Puerto Rico worse after Ondeo leaves

Friday, February 20th, 2004.
By Francisco Javier Cimadevilla of Caribbean Business

Recently, the Puerto Rico Aqueduct & Sewer Authority (Prasa) chairman appeared before the Legislature to explain the Calderon administration’s decision to cancel Prasa’s management contract with private operator Ondeo because the French company was demanding additional money to run the authority. Ondeo had said Prasa’s situation was so bad it needed an additional $113 million a year on top of the $360 million a year it was receiving under its 10-year management contract in order to make it work.

“No way,” said Agosto Alicea. “We’ll take it over.” Last week, the same man went before the same Legislature and said he couldn’t run Prasa unless the administration assigned more money. He said running Prasa requires $550 million a year, so he asked the Government Development Bank to fork over an additional $215 million a year on top of the $360 million a year budgeted. Does Alicea think he’s in wonderland?

Some politicians and sectors of the press have attempted to portray the whole Ondeo debacle as an indictment of the policy of privatization. To us, the episode is more an indictment of this administration’s poor management of the whole issue than anything else.

Although fewer every day, there may be some things—like roadways, the police, or museums—that, because of their nature, government must provide. But there are few things, if any, that the private sector couldn’t manage better.

As explained in our front-page story today, privatization is neither good nor bad in and of itself. The key is how you go about it, including the selection of the new private-sector buyer or operator.

In Puerto Rico’s recent history, we’ve had a good number of privatizations that have yielded excellent results: the sale of several government-owned hotels, the sale of the pineapple program, the Teodoro Moscoso Bridge, the Superaqueduct, and Metrobus. Others, like the Health Reform and the sale of Puerto Rico Telephone, are still works in progress but are looking good.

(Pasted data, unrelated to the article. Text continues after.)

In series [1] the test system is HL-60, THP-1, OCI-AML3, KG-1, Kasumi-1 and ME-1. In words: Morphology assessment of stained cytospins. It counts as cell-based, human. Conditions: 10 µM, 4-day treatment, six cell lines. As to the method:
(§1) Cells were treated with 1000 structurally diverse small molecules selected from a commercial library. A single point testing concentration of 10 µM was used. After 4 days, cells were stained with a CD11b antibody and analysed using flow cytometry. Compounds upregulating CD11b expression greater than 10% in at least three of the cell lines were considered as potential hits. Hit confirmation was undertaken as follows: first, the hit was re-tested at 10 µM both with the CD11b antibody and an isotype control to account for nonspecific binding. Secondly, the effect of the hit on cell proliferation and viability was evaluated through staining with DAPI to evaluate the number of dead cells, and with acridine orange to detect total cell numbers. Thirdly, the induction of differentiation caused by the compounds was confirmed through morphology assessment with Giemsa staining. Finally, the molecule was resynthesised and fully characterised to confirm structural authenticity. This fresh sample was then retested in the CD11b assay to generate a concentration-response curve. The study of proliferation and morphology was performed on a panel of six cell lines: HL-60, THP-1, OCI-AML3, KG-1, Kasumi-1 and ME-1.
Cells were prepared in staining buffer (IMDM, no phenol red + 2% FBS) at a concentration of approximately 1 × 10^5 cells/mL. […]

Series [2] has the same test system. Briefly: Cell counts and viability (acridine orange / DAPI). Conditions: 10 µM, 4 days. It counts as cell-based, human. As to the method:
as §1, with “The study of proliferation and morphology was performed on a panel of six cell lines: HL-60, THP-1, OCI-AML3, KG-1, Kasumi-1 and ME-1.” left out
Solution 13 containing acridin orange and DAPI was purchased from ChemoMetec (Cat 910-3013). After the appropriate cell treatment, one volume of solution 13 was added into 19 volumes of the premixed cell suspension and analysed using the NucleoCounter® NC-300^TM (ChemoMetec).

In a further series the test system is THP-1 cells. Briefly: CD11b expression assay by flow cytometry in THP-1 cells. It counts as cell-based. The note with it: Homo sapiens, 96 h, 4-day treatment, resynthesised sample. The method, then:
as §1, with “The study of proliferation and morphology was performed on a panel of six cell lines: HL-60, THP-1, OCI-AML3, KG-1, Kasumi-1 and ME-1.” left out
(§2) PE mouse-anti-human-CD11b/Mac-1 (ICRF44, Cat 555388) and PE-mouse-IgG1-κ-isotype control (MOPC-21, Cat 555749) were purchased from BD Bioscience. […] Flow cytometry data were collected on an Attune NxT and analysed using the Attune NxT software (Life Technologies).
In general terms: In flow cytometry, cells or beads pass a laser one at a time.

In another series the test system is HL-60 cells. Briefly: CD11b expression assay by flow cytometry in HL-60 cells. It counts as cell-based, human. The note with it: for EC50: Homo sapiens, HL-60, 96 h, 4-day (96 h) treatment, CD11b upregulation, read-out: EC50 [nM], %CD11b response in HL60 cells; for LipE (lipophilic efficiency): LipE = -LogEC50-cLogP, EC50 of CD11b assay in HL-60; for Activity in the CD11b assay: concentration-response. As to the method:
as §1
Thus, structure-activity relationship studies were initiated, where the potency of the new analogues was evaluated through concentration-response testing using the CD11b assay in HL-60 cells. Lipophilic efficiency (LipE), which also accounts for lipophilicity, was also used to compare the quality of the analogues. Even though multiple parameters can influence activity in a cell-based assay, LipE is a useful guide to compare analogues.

If yet others, like turning over the management of Prasa to a private company, haven’t yielded the expected results, it hasn’t been because privatization itself wasn’t a good idea. In the case of Prasa, most people in Puerto Rico acknowledge that Ondeo’s predecessor, the Water Co., had managed to improve the system, even if it still had a long way to go.

When the Water Co.’s contract expired in 2002, the Calderon administration was loath to validate the selection that had been made by the prior administration. It insisted on getting a new private operator and brought in Ondeo. Then, the administration failed to manage that contract adequately. Now Prasa is back in government hands and Agosto Alicea says he needs, on average, $250 million more a year to run it. Who will pay for it? The taxpayers, of course. Now that’s a case for privatization if we ever saw one.

Privatization comes in many shapes. One involves the outright sale of government assets to a private company, like the sale of the government-owned hotels or the unprofitable Navieras, which had accumulated losses of hundreds of millions of dollars. Another type of privatization involves opening up a government monopoly to competition by private companies, like the government allowing private companies AES and EcoElectrica to set up power plants side by side with Prepa’s own.

Still another modality is for the government to remain the owner but to turn over the management to a private company, as is the case of the island’s public housing projects and, until now, Prasa. In those cases, the government is responsible for making a good selection of the private operator and supervising the contract effectively. The latter requires making sure the private operator delivers the results promised under the contract, but with the leeway the operator requires to manage the enterprise more efficiently than the government, which is presumably what it was hired to do. In the case of Ondeo, this administration failed to do both.